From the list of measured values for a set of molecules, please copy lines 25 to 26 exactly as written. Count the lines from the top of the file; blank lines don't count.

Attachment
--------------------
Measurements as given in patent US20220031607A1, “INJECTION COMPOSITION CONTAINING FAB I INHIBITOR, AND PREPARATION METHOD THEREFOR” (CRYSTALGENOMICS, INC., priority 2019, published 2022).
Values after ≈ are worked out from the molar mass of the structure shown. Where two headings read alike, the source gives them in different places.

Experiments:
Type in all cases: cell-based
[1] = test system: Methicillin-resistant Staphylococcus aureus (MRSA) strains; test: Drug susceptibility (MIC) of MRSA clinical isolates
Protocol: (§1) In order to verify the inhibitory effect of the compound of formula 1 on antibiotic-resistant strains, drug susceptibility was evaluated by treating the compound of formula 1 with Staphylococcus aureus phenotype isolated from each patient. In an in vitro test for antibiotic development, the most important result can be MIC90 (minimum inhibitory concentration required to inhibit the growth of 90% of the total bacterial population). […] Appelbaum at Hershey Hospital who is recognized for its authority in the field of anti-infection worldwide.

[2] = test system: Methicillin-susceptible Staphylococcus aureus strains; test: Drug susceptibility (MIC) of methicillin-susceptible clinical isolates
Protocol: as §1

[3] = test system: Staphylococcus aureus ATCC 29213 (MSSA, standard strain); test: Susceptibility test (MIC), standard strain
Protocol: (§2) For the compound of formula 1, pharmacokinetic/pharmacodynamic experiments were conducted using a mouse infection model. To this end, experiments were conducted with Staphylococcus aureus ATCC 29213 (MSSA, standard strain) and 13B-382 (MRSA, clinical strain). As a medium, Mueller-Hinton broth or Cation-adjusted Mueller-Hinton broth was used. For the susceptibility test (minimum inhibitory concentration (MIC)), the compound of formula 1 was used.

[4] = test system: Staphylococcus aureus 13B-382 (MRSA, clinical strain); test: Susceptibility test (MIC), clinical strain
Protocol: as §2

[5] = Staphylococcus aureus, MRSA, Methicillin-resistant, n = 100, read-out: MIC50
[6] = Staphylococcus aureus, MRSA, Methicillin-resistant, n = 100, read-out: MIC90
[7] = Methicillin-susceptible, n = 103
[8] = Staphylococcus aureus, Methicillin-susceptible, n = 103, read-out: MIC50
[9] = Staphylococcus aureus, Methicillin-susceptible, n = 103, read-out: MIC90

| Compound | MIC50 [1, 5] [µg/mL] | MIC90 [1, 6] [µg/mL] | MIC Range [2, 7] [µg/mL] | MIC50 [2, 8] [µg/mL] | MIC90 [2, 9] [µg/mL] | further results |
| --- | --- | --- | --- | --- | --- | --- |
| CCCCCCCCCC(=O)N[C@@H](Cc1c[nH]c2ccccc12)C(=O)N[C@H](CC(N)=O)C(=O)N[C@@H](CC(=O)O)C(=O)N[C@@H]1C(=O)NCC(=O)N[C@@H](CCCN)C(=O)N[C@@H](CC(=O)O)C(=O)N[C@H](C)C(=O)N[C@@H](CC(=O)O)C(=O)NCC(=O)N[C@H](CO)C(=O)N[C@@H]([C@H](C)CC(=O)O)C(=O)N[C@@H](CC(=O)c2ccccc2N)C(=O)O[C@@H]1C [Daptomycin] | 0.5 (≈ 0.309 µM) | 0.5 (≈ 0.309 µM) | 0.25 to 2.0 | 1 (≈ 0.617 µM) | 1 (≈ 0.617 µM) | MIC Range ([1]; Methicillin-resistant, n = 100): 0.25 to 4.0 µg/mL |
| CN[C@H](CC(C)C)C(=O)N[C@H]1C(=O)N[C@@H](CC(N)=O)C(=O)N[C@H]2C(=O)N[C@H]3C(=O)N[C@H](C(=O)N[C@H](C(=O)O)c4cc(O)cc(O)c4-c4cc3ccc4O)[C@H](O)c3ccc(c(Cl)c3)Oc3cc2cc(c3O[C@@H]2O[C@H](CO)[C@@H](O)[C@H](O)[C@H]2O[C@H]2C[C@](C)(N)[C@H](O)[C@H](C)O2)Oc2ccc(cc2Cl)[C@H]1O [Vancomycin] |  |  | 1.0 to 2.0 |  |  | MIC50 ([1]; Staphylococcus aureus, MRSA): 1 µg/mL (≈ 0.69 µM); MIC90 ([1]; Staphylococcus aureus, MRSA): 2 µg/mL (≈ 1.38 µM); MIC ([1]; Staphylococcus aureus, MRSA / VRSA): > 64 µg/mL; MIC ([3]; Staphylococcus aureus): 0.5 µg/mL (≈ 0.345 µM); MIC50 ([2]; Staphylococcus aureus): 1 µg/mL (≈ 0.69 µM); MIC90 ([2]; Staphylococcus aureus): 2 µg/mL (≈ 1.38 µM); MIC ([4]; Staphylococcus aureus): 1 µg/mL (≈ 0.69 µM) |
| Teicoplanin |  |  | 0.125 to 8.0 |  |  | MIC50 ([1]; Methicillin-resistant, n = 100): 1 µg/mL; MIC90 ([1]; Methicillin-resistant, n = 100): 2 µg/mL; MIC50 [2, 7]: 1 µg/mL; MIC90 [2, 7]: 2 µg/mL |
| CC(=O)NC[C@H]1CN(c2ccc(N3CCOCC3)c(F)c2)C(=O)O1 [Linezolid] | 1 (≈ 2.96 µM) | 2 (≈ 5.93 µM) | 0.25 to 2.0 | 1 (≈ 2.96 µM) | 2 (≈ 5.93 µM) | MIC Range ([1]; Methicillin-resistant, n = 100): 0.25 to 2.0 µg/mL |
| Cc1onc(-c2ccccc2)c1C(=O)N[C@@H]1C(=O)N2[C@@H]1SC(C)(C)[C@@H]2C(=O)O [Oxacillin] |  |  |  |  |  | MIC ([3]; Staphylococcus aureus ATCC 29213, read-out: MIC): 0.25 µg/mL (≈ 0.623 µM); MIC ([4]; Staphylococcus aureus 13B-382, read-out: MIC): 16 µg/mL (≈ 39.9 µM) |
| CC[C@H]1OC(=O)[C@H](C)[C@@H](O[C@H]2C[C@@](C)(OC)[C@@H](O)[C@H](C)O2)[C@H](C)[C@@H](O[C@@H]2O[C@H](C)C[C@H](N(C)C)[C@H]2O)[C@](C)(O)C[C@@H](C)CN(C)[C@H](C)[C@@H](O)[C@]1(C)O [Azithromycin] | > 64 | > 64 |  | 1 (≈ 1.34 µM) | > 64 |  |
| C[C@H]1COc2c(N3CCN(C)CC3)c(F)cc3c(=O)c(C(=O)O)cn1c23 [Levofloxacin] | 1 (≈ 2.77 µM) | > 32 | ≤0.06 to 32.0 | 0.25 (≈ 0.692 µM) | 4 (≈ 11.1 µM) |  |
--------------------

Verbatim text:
| CC[C@H]1OC(=O)[C@H](C)[C@@H](O[C@H]2C[C@@](C)(OC)[C@@H](O)[C@H](C)O2)[C@H](C)[C@@H](O[C@@H]2O[C@H](C)C[C@H](N(C)C)[C@H]2O)[C@](C)(O)C[C@@H](C)CN(C)[C@H](C)[C@@H](O)[C@]1(C)O [Azithromycin] | > 64 | > 64 |  | 1 (≈ 1.34 µM) | > 64 |  |
| C[C@H]1COc2c(N3CCN(C)CC3)c(F)cc3c(=O)c(C(=O)O)cn1c23 [Levofloxacin] | 1 (≈ 2.77 µM) | > 32 | ≤0.06 to 32.0 | 0.25 (≈ 0.692 µM) | 4 (≈ 11.1 µM) |  |